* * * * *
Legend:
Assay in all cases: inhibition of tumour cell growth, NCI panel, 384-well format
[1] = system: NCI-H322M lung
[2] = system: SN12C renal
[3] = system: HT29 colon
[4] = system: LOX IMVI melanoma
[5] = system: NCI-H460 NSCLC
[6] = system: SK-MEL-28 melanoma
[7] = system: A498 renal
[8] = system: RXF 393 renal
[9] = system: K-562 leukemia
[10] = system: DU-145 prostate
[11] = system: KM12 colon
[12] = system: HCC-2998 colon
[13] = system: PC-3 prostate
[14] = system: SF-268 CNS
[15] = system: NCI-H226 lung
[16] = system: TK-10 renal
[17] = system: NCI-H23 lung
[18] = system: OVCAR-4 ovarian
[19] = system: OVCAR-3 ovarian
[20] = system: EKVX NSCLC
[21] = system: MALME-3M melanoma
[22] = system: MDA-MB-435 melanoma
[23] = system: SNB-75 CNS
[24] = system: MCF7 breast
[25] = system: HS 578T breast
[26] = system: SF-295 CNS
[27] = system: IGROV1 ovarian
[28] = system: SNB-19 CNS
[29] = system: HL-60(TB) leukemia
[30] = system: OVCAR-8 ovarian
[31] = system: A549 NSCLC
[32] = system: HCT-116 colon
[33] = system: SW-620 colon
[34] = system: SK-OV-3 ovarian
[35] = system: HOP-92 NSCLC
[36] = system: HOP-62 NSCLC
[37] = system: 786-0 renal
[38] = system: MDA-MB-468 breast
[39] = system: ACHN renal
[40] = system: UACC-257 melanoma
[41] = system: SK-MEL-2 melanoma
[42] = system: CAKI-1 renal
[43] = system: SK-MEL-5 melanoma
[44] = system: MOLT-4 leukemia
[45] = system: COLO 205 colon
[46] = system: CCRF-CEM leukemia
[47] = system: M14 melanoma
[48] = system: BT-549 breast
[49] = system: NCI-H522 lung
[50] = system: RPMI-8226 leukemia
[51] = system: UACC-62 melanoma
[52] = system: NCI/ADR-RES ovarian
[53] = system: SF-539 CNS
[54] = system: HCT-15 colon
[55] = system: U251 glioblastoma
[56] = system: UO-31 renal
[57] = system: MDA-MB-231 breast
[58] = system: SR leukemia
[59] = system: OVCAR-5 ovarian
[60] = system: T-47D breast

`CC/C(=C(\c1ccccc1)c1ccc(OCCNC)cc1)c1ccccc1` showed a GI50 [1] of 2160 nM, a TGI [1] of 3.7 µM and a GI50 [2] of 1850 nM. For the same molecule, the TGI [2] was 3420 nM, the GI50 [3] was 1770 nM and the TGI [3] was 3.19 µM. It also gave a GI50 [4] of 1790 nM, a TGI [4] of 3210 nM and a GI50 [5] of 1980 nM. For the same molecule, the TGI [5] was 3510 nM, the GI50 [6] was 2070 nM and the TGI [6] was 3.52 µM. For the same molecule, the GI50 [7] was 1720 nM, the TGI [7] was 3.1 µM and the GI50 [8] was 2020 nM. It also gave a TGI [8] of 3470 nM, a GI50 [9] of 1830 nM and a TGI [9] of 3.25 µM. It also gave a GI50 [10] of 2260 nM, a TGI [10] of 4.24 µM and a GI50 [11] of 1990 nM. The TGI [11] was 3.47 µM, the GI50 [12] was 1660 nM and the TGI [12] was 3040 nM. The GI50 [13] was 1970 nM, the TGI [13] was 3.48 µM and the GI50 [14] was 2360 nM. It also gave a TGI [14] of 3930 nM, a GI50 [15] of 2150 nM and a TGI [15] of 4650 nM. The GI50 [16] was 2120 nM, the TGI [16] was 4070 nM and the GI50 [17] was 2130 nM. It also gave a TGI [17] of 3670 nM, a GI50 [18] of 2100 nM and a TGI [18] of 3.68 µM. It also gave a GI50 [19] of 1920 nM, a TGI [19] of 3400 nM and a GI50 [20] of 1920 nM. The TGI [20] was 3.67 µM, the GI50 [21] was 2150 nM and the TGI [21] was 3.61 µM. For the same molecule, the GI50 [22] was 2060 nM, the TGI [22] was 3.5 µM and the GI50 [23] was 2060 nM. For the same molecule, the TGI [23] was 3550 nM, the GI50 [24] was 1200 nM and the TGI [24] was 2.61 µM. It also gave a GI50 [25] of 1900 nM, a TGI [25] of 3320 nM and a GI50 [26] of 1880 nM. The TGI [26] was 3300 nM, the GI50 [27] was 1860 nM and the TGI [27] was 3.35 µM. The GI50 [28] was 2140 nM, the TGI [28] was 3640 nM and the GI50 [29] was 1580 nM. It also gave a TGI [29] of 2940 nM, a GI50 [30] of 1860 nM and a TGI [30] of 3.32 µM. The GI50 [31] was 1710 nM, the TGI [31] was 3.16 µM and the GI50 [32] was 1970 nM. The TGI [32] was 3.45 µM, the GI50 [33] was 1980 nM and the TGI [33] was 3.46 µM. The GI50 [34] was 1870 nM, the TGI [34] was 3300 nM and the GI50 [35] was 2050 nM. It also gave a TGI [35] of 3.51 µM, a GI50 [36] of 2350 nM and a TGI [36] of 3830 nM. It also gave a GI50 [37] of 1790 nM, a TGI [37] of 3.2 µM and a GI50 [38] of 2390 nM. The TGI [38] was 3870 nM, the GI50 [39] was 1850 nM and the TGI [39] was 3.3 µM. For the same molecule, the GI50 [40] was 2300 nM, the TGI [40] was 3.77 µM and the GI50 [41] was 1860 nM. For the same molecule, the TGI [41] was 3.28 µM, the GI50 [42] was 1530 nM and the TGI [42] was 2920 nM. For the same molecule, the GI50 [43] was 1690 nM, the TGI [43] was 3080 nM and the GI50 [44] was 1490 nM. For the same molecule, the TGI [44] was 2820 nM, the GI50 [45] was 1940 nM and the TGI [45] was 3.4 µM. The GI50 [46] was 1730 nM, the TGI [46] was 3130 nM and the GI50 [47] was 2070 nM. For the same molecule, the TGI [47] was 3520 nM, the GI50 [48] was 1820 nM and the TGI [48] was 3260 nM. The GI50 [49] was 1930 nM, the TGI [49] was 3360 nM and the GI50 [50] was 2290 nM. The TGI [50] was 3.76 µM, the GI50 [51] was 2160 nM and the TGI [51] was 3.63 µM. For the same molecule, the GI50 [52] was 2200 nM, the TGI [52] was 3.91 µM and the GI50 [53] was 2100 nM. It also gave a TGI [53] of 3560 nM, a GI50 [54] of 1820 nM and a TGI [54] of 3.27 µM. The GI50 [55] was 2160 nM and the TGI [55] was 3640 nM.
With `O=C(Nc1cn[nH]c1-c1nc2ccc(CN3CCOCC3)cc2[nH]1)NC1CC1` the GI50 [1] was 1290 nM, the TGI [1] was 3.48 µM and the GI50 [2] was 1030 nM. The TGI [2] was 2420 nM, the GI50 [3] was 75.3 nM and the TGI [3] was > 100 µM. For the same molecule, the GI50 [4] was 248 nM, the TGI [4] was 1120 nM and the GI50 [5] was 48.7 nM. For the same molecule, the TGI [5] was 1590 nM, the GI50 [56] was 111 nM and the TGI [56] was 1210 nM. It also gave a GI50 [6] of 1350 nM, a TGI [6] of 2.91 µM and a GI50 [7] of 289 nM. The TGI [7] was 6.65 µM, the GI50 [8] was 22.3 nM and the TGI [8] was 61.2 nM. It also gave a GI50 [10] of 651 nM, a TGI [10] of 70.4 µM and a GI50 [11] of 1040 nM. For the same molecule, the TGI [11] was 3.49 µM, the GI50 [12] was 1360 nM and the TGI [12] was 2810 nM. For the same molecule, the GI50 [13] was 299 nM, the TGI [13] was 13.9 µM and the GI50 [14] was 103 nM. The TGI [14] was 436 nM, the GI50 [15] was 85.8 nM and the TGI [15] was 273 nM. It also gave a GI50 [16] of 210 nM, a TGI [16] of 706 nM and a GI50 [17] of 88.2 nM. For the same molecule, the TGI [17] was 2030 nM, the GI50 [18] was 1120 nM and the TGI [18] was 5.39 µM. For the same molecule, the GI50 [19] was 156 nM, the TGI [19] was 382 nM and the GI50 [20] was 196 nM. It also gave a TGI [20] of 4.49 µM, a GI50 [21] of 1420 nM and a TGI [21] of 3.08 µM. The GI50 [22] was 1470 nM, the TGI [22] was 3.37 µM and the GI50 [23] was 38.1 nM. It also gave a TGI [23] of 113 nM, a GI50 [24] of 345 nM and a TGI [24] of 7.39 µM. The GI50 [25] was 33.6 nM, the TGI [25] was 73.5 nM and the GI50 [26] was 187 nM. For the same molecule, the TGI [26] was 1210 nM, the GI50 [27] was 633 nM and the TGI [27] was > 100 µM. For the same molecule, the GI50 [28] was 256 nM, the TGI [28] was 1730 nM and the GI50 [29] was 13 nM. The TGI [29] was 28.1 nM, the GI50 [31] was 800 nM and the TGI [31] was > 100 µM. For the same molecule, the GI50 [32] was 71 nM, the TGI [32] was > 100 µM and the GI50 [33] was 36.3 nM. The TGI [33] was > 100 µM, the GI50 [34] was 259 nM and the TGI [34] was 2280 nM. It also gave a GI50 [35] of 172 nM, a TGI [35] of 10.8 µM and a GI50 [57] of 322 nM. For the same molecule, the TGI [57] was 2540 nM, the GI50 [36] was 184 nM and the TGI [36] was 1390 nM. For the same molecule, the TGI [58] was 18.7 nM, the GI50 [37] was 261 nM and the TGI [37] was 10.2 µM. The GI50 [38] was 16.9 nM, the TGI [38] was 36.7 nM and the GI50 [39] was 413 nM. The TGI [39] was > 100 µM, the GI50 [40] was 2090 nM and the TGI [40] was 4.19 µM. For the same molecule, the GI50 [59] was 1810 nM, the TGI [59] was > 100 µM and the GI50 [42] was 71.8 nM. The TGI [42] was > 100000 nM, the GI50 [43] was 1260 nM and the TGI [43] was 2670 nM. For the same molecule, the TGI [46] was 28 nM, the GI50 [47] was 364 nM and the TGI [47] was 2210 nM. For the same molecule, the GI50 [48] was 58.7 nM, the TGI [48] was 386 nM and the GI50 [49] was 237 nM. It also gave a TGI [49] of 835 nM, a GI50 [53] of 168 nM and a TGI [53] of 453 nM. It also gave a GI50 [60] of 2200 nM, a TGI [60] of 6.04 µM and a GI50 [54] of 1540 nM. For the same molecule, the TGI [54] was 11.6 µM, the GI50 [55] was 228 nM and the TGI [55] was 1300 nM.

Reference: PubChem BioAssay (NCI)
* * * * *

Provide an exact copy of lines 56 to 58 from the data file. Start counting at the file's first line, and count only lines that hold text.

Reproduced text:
[54] = system: HCT-15 colon
[55] = system: U251 glioblastoma
[56] = system: UO-31 renal